While isolationism and nationalism appear to be rising themes in global politics, with the investing game, diversity is a core strength, thus boosting the narrative of international stocks. Fundamentally, going abroad for profits may provide risk management. Just like you wouldn’t put all your money in one place, it might not be ideal to bet only on U.S. securities.
Second, global stocks offer exposure to new opportunities. While placing wagers on the same horse as everybody else may appear the sensible choice, in many cases, such heavy volume can lead to limited rewards. Also, a possibility exists of significant disappointment (think back to the legal cannabis hype). By tapping into foreign markets, you’re walking the path less traveled. That could lead to superior returns.
Also, it’s possible that different countries could be tied to different economic cycles. And if not, they may be better positioned in certain growth markets than American firms. With these factors in mind, investors should take a look at these international stocks.
One of the biggest international stocks to get your hands on, Toyota (NYSE:TM) admittedly might seem a boring idea. I mean, let’s be honest here. A company that specializes in cars like the Corolla or Camry won’t generate the kind of buzz that an exotic car brand would. At the same time, Toyota forged a reputation – aside from the recent Daihatsu hiccup – for quality and reliability.
Fundamentally, Toyota may be well positioned to dominate in the next phase of the electric vehicle market. Sure, the company has been slow – notoriously slow – in responding to the EV evolution. And yes, you can easily make the case that Tesla (NASDAQ:TSLA) plucked the low-hanging fruit. Here’s the thing, though. Toyota specializes in serving the middle-income household.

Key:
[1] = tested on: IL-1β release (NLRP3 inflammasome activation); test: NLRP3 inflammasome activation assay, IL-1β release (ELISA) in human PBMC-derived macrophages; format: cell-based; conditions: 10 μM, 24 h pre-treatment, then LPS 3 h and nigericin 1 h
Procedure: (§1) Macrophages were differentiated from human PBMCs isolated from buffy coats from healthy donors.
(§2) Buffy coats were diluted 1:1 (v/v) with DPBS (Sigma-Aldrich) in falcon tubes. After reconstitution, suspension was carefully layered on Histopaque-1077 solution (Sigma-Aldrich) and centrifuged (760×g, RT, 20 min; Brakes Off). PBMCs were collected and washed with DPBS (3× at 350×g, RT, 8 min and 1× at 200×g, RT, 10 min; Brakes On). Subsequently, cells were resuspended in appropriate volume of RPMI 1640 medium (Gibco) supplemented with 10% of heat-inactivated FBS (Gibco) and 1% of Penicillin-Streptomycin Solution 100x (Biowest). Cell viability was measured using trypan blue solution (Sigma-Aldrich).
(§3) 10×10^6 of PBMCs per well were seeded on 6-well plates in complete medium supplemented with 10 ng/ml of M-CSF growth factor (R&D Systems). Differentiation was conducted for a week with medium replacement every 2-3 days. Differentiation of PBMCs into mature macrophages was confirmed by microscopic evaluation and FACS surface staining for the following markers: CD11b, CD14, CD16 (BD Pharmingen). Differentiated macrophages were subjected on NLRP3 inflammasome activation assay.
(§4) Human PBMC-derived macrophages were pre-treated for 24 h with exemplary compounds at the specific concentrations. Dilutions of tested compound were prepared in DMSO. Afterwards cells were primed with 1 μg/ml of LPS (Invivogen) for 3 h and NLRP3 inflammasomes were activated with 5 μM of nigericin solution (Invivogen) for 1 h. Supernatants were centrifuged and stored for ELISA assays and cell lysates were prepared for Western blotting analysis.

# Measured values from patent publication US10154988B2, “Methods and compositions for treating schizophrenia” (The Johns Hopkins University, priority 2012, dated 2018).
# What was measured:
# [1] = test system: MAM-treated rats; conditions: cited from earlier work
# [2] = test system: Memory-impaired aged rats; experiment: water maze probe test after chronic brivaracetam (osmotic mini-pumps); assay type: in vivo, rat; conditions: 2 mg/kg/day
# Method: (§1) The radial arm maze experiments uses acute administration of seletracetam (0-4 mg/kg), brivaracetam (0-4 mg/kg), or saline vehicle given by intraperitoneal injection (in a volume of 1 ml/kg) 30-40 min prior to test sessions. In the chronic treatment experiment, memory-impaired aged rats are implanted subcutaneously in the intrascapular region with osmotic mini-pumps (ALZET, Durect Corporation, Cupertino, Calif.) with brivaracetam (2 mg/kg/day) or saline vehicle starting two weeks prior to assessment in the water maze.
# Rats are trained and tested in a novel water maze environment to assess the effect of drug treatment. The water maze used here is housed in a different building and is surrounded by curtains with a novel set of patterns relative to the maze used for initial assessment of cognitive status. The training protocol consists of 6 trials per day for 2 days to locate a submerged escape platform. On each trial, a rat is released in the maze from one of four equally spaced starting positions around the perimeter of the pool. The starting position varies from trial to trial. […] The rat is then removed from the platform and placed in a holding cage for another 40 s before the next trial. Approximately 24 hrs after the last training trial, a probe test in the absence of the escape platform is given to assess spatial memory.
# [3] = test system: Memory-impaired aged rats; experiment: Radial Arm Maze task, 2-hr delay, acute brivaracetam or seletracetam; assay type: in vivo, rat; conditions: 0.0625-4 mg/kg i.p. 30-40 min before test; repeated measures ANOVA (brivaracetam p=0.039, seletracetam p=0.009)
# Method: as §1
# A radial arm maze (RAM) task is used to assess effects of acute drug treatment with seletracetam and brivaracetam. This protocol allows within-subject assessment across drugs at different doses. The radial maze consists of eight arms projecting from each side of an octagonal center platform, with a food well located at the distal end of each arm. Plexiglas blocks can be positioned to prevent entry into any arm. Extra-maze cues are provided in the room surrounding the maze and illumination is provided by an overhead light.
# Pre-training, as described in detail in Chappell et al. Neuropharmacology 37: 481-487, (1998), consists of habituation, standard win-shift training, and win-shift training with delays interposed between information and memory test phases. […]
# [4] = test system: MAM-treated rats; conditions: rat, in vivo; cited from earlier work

Given its vast dealership network, global infrastructure and brand reputation, it can potentially lead in the expansion cycle of the EV industry. Notably, as awesome as Tesla EVs are, they suffer from poor quality control. In that regard, Tesla is the anti-Toyota. The Japanese automaker can use this dynamic to its advantage, making it one of the global stocks to buy.
Based in Brazil, Embraer (NYSE:ERJ) is a multinational aerospace corporation. Per its public profile, the company designs manufactures, and sells commercial, military, executive, and agricultural aircraft. As well, it provides leasing and aviation support services. At the time of writing, it appears ERJ will end the year up around 74%. That’s an impressive performance and it could get even better next year.
On an extraordinarily cynical level, Russia’s invasion of Ukraine could help ERJ become one of the intriguing international stocks. Obviously, geopolitical concerns have skyrocketed following the wanton invasion. And there’s also the element that Russia’s military industrial complex has lost face with its nation’s forces to subdue a much smaller country immediately.
On a more palatable level, if the Federal Reserve lowers interest rates, the move could trickle down to increased business activities. If so, Embraer could see sales of its executive jets rise. Adding to the enticing profile, ERJ trades at only 15.27X forward earnings. In contrast, the sector median stands at 17.15X.
Lastly, analysts rate ERJ a strong buy with a $20.75 price target, projecting 12% upside.
Based in Singapore, Sea (NYSE:SE) is a technology conglomerate. From its corporate profile, Sea features three business units: Shopee, an e-commerce platform, SeaMoney, its financial technology (fintech) arm, and Garena, its gaming development and publishing unit. While one of the more compelling international stocks – especially during the early phase of the Covid-19 crisis – SE stumbled badly from its highs.
Not only that, the recent performance has not provided much encouragement. In the past 52 weeks, SE gave up about 24% of its equity value. That said, in the trailing five sessions, SE swung up roughly 13%. Therefore, it could be one of the global stocks to consider if you’re the speculating type. Fundamentally, Sea could rise from relevancies tied to the burgeoning Southeast Asia market.
In particular, the region’s Internet economy offers a massive total addressable market. Despite some recent challenges, economists still project this ecosystem to hit a valuation of $1 trillion by 2030. Because Sea is positioned favorably, analysts rate shares a moderate buy. Finally, their average price target stands at $54.52, implying 35% growth potential.
On the date of publication, Josh Enomoto did not have (either directly or indirectly) any positions in the securities mentioned in this article. The opinions expressed in this article are those of the writer, subject to the InvestorPlace.com Publishing Guidelines.